in the news and a short video
So after all the reading and note taking, I arrive at class and realize that one of the pieces I read was actually for next week!! And the two discussed in class I did not read!! So frustrating. Well – the discussion was broad enough and my group filled in the blanks for me : /
The project idea is coming into focus: James, Ana and I are thinking about doing:
Topos: EdTech adoption
- What are the big ideas in this chapter?
The big ideas in this chapter are that you need clear and measurable learning objectives in order to create an effective curriculum. You should start off knowing how you are going to identify the desired outcomes and measure them not only at the end, but during the entire process. Once you know the desired outcomes and how to measure them, you can finally decide how you will deliver and engage the learners in your experience effectively.
- How do the authors challenge readers to think in new ways about designing for learning?
The challenge the author poses for me in particular lies in thinking as an assessor when designing a course. It does not feel natural to share something I am enthusiastic about in a manner that I must test the knowledge transference as part of my delivery strategy. The natural impulse is to get to the most interesting part of the topic as quickly as possible, laying down only the essential pieces before hand. The risk is loosing those who are not understanding along the way.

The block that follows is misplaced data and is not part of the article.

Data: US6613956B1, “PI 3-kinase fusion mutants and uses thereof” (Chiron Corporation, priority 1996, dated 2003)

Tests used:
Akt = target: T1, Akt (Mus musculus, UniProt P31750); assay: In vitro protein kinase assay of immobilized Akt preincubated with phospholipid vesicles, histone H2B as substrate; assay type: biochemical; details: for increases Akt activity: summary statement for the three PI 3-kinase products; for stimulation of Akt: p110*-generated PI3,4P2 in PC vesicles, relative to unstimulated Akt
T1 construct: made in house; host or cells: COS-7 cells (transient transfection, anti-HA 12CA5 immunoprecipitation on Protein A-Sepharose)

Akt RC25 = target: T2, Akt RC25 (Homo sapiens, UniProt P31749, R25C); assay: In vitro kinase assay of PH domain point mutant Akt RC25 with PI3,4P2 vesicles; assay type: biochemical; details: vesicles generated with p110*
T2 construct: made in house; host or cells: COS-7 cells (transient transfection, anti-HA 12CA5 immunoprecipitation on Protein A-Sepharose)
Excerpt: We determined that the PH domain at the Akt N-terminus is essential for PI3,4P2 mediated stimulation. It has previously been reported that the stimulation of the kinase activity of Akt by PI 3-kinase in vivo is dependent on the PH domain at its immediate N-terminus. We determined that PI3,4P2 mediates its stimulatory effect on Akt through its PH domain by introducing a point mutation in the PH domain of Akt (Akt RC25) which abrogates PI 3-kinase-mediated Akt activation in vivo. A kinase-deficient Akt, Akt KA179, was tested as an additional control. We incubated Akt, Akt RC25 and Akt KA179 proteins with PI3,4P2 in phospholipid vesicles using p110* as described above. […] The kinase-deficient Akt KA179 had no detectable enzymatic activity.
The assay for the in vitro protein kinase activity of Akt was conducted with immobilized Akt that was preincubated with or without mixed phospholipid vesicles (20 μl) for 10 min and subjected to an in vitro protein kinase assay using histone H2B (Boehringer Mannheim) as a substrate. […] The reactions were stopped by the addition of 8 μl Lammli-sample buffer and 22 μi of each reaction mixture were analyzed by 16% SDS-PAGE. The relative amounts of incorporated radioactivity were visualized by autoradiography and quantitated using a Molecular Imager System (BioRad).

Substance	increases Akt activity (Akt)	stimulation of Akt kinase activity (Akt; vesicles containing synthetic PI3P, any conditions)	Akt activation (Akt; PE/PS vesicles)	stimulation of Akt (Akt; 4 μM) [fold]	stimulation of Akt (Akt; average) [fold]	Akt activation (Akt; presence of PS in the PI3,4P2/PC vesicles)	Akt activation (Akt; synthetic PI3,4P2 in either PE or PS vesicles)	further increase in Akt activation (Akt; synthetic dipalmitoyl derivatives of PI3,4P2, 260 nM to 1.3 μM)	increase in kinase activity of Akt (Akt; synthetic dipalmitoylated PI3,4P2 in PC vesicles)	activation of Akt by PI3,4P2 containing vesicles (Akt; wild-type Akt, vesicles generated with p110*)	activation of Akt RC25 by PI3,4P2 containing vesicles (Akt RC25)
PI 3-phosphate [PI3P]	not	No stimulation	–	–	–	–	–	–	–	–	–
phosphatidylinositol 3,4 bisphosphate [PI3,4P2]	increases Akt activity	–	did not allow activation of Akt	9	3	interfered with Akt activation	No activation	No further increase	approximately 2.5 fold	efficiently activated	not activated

To think about how we are going to measure the outcomes of our topic as the leading part of the design process seems counter intuitive to me yet makes complete sense as a strategy.
- How would this approach change the way designers design learning technologies?
This approach would change completely the way designers design learning technologies in the sense that the cadence of content delivery would have to change. Instead of delivering content through direct-teaching and then testing, the content would have to be reordered to accommodate for continuous evaluation and eventual backtracking to reinforce needed content. The evaluations themselves would not need to be all encompassing final tests but more straight forward check-points along the way. The tools themselves would be adapted to best measure for the desired learning objectives.
For some reason I see this approach much more related to designing a game. My father is always amazed when he sees someone playing a new game on their smartphone. “How do you know what you have to do in those games? How did you learn!?” It just happens right? No. The game designers have to very carefully present information in a way that the gamer/learner will be able to perform the task of playing the game effectively, performing well and with clear and measurable objectives.
How could we incorporate game design practices into education?
In class activity:
Draw what Technocentrism means to you